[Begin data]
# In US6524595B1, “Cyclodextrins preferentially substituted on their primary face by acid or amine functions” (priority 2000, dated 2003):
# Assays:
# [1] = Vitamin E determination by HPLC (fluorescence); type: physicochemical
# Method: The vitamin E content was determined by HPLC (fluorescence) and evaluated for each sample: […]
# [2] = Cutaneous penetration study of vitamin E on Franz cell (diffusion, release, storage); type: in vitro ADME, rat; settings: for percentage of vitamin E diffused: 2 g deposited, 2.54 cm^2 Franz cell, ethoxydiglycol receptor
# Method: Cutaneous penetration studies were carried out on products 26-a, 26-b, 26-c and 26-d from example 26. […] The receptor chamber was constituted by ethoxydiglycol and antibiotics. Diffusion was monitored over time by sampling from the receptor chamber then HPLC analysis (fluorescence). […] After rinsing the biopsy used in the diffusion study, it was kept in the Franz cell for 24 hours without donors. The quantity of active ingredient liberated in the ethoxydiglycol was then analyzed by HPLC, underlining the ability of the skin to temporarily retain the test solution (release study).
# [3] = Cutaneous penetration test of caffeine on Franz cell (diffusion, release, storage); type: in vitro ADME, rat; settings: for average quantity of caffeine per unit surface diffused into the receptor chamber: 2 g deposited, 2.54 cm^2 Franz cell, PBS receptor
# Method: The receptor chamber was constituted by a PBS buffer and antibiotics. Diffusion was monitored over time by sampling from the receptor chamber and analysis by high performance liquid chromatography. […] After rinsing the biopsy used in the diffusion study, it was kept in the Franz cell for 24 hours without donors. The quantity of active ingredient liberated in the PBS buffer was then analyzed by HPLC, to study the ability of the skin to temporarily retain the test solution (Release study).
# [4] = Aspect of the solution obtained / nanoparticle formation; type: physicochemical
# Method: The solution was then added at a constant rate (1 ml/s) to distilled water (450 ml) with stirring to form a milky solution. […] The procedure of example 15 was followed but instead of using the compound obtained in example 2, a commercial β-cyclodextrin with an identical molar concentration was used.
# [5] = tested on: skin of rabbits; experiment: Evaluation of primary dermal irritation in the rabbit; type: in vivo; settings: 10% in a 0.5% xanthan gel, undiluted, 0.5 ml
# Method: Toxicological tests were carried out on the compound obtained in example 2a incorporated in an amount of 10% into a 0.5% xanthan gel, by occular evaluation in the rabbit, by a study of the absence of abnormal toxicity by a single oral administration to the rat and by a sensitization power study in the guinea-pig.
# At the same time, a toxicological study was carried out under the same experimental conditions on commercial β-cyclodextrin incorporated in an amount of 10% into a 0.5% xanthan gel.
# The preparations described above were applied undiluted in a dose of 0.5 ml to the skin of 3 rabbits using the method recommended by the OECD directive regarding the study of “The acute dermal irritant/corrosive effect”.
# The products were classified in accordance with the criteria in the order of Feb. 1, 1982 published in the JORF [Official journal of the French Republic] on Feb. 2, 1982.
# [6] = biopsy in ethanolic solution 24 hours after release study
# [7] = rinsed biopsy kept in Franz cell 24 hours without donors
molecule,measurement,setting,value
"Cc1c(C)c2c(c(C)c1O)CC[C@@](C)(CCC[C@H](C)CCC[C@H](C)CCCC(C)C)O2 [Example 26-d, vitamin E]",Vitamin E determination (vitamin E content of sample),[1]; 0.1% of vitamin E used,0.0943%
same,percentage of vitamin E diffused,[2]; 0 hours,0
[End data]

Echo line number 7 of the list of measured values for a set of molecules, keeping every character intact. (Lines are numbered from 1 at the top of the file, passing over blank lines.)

# [3] = Cutaneous penetration test of caffeine on Franz cell (diffusion, release, storage); type: in vitro ADME, rat; settings: for average quantity of caffeine per unit surface diffused into the receptor chamber: 2 g deposited, 2.54 cm^2 Franz cell, PBS receptor